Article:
His Films, the Movies, and Moviemaking.
By Eric Lax.
Illustrated. 390 pp. Alfred A. Knopf. $30.
By Woody Allen.
160 pp. Random House. $21.95.
THE INSANITY DEFENSE
The Complete Prose.
By Woody Allen.
342 pp. Random House. Paper, $15.95.
Would it be churlish, though, to suggest that Allen is being a tad disingenuous? For if he really were indifferent to his legacy, then why would he sanction the publication of a hefty book called “Conversations With Woody Allen,” and why would he have sat for hours and hours of new interviews with Eric Lax, the man who wrote a quasi-authorized biography of him 16 years ago?
This is a legacy-burnishing project, plain and simple. Allen is a big Orson Welles fan — he tells Lax he considers “Citizen Kane” the greatest American film ever made — and “Conversations With Woody Allen” is essentially the Woodman’s chance to do his version of “This Is Orson Welles,” a magnificent book (published in 1992) that collected years of talk between the orotund “Kane” auteur and his interlocutor-protégé, Peter Bogdanovich. Lax is well positioned to play the Bogdanovich role: he first met Allen in 1971, when he interviewed the then fledgling director for an abortive New York Times Magazine profile, and has since spent a significant chunk of his adulthood in Allen’s company, sometimes on set, sometimes in the intimacy of his subject’s screening room or apartment.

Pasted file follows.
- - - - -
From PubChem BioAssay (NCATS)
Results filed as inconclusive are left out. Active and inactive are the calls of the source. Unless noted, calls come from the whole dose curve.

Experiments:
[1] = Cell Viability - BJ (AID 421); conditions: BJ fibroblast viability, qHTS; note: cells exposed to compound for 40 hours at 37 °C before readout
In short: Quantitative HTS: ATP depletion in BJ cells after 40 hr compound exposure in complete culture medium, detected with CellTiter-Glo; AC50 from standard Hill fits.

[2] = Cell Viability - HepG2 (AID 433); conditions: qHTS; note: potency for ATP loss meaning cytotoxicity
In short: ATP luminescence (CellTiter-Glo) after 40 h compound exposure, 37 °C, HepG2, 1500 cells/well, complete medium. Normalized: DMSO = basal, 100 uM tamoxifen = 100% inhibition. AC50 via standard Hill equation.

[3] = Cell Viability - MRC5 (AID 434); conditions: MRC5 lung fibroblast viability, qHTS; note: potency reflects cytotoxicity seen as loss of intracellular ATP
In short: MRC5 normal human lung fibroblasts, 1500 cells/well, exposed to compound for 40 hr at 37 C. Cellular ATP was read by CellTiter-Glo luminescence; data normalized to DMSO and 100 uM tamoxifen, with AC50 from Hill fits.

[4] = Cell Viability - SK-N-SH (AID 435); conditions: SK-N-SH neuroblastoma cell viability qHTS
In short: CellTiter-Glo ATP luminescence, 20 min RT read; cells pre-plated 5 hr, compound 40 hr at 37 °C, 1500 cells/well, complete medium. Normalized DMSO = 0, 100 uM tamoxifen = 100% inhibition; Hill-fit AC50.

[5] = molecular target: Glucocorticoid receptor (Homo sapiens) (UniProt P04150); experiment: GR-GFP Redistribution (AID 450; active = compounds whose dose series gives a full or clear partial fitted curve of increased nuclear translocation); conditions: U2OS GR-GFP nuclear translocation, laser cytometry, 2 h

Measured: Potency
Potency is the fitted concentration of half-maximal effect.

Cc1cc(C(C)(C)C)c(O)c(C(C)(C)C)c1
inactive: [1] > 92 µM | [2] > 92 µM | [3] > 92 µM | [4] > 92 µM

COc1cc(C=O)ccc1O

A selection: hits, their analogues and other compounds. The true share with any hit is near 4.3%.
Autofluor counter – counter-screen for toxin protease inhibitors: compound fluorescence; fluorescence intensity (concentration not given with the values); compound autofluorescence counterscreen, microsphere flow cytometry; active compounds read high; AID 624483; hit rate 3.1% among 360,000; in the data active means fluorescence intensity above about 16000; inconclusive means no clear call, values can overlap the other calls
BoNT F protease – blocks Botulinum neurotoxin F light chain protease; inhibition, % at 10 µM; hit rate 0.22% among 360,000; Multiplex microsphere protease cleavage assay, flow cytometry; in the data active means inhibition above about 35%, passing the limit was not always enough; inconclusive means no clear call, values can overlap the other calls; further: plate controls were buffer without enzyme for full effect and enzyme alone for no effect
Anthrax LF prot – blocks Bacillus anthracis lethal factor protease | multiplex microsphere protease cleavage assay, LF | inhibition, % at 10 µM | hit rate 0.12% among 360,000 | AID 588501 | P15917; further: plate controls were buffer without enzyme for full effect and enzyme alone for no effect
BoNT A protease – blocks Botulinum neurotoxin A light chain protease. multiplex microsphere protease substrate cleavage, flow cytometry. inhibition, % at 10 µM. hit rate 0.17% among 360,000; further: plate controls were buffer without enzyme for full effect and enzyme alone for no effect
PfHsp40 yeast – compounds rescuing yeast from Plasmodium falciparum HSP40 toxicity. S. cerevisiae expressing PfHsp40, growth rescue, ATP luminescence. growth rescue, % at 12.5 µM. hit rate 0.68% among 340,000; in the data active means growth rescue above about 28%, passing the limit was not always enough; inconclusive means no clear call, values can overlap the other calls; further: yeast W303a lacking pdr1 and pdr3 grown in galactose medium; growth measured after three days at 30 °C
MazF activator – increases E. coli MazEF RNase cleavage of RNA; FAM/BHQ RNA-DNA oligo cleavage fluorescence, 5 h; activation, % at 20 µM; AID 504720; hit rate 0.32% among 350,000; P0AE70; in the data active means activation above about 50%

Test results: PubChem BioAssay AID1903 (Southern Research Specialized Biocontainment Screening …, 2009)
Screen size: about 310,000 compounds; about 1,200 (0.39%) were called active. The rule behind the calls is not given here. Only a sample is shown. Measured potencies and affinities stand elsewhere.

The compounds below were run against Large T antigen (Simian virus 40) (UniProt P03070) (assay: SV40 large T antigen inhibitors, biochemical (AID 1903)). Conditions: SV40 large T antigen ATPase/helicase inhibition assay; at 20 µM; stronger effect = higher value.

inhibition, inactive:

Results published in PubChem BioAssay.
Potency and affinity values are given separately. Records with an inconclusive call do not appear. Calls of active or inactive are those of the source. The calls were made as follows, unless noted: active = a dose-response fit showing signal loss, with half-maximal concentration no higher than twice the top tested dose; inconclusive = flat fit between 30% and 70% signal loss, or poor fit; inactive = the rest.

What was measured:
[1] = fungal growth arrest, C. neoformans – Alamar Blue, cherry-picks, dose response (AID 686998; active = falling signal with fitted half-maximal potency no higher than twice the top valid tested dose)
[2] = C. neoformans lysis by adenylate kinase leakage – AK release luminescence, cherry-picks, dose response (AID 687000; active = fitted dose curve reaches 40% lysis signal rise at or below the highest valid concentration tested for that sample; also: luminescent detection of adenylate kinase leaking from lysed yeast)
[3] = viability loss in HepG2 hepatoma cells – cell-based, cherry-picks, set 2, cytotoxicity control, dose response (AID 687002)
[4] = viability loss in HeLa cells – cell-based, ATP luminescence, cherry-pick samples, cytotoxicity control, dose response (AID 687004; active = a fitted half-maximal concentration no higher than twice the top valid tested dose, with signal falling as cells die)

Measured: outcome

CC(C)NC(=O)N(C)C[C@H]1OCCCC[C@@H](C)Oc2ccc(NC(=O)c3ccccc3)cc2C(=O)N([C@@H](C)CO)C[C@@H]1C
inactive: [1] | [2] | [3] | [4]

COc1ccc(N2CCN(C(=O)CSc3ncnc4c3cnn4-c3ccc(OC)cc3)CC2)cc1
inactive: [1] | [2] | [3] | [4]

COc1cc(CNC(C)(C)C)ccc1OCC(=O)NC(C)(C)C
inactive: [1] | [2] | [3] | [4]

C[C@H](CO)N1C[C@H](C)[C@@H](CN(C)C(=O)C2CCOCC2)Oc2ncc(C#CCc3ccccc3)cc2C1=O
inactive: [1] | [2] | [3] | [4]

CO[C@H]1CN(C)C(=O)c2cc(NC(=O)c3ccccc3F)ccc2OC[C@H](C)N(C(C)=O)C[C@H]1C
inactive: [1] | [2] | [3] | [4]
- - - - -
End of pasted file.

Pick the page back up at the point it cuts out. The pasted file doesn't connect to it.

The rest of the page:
“Conversations” reveals, happily, an Allen who’s game to range freely over his oeuvre. We learn that his favorites of his own films are “The Purple Rose of Cairo,” “Match Point” and “Husbands and Wives” (the last one a bit of a surprise), with “Stardust Memories” and “Zelig” ranking a notch below. Sometimes Allen’s assessments are bracingly contrarian. He expresses bafflement over the high regard in which “Annie Hall” and “Manhattan” continue to be held (“People really latched on to ‘Manhattan’ in a way that I thought was irrational,” he says) and makes a strong case for “Manhattan Murder Mystery,” his underappreciated 1993 reunion picture with Diane Keaton. In other moments, no less fascinating, he borders on the delusional. He can’t fathom, for example, how “Hollywood Ending,” a patchy, forgettable effort from 2002, “was not thought of as a first-rate, extraordinary comedy.”